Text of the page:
Have you ever wondered what your energy bill will look like in 2050, the year of Net Zero?
It probably hasn’t been something you’re too concerned about, but as you can tell from the image below, we are...
At the best of times, energy bills aren’t easy to read, and if you are an energy consumer who is billed online, you know the feeling of having to trawl through tabs to get the information you desire. Well, wouldn’t it be so much easier if this is what an energy bill looked like?
Being able to see a real-time breakdown of each individual energy-consumer in your home with great precision is almost a certainty, as we can even see a relatively detailed breakdown at the moment with the help of smart home technology. We imagine a home where every television, fridge, oven and washing machine will be able to send the bill payer its exact usage for that month, without having to rely on the smart meters and energy monitors we find in our homes today.
As expected, with the majority of the population most likely going to be driving electric vehicles come 2050, we predict your EV will be first on your “top expenditures” list when your monthly (paperless, of course) bill arrives.
With 2050 being the year of Net Zero, we’d also expect renewable electricity to dominate the energy landscape, powering the vast majority of homes across the UK. Don’t you think it’d be cool being able to choose your own energy mix depending on the time of year? For instance, switching to solar power in the summer when, in theory, it’d be at its cheapest.
As we move towards a future of greater control, energy experts at energyhelpline.com have predicted how this smart home technology will impact our energy bills, including how much the average Brit can expect to pay on their home technology items in 2050.
The House of 2050 above provides a nice insight into what we think a home in just under 30 years will look like.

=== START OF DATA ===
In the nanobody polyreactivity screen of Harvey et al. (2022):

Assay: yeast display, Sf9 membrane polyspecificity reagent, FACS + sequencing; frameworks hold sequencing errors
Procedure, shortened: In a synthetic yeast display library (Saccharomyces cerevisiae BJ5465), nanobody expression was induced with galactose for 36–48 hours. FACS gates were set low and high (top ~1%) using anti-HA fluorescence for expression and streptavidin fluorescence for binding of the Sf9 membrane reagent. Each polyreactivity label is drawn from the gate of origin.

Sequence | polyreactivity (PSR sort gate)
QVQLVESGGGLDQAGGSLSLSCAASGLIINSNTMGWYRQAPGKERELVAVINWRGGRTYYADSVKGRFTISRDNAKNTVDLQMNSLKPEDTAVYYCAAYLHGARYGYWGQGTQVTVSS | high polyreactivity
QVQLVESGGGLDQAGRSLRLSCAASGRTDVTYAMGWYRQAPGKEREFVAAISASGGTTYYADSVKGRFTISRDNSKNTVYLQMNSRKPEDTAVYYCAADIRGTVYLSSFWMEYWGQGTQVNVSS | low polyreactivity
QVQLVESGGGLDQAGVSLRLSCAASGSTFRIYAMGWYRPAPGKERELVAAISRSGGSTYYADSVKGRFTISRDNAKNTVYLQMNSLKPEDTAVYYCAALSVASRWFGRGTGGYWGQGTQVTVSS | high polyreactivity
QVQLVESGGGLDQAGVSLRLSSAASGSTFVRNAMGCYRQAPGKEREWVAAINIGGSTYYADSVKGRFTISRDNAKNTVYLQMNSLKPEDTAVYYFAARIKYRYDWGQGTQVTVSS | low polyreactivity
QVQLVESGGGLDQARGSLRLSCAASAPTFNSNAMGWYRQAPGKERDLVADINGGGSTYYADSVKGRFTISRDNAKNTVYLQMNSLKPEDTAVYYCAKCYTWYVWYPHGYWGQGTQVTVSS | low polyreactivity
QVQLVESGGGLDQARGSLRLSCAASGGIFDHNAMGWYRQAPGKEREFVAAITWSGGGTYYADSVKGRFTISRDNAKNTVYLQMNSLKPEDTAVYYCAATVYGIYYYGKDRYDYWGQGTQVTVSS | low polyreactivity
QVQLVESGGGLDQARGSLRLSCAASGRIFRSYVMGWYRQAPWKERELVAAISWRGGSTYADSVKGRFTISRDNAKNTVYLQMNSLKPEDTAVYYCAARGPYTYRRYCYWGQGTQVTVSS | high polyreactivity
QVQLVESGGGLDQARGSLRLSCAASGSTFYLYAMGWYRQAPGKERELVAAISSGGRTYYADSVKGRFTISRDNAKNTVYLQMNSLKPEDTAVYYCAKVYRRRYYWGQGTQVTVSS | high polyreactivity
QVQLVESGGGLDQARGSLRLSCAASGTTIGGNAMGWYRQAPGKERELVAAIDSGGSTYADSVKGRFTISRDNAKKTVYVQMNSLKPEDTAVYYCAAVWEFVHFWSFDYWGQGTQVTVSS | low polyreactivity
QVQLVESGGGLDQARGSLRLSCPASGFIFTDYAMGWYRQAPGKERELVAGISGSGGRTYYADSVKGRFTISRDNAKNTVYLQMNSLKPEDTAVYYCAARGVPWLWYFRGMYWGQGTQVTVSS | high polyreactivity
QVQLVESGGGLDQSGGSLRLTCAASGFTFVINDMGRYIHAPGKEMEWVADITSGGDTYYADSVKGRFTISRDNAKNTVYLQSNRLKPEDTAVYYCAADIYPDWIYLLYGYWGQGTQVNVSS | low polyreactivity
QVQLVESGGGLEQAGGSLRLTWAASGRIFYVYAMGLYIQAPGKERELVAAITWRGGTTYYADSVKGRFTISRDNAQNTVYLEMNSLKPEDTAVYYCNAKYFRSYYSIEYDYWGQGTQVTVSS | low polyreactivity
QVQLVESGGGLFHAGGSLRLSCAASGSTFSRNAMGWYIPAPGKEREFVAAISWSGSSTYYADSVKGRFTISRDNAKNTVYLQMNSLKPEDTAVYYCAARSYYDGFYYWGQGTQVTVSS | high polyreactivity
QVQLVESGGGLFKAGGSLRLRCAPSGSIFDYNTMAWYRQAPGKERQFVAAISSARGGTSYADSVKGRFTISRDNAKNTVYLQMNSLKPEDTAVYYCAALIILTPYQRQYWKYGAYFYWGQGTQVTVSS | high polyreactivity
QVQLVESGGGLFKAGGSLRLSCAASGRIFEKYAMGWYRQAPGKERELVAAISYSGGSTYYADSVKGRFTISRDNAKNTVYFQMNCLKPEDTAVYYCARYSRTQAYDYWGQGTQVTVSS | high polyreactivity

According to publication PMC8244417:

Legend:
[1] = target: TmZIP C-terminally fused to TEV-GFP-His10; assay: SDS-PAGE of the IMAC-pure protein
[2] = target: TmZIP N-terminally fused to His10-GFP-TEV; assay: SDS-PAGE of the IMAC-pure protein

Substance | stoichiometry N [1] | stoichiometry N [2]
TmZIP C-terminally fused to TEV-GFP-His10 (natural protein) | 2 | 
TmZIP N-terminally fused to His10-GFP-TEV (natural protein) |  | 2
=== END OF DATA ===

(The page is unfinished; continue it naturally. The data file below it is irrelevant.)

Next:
The electric car you see is based on the Tesla Model 3 we have today, and will cost the average owner just £369.20 per year in electricity, with smart charging choosing the cheapest times to power up your car. With the average UK driver currently spending £1,041.81 on petrol a year, you can expect to make a massive saving when the time of the EV comes.
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With summers likely to become warmer due to climate change, we also predict air conditioning units could play a part in more UK households, which could help fill the hole made by savings elsewhere. At a time where savings are usually made due to the warmer weather, an increased number of heatwaves could see consumers paying an extra £76 a year in energy in order to keep their homes cool. But with the future possibility of smart energy storing devices, we might even see more and more energy consumers selling electricity back to the grid, much like the smart export tariffs those with methods of renewable energy generation have today.
Tashema Jackson, energy expert here at Energy Helpline, comments: “Change can be exciting but nerve-wracking. The move away from traditional energy sources such as gas may leave many worried about the impact on their wallets.”
“The power to choose your energy source on-demand will not only provide greater control but also help reduce costs by spreading the supply across multiple sources; it’s a move that will not only benefit households financially but is better for the planet.”
“But you don’t have to wait for the future to take control. With the recent price cap news, those currently on a standard variable tariff can expect to see their bills increase by £139. But locking in a long-term fixed deal today – especially one that is green – will protect you from sudden price increases, as well as reducing your carbon footprint.”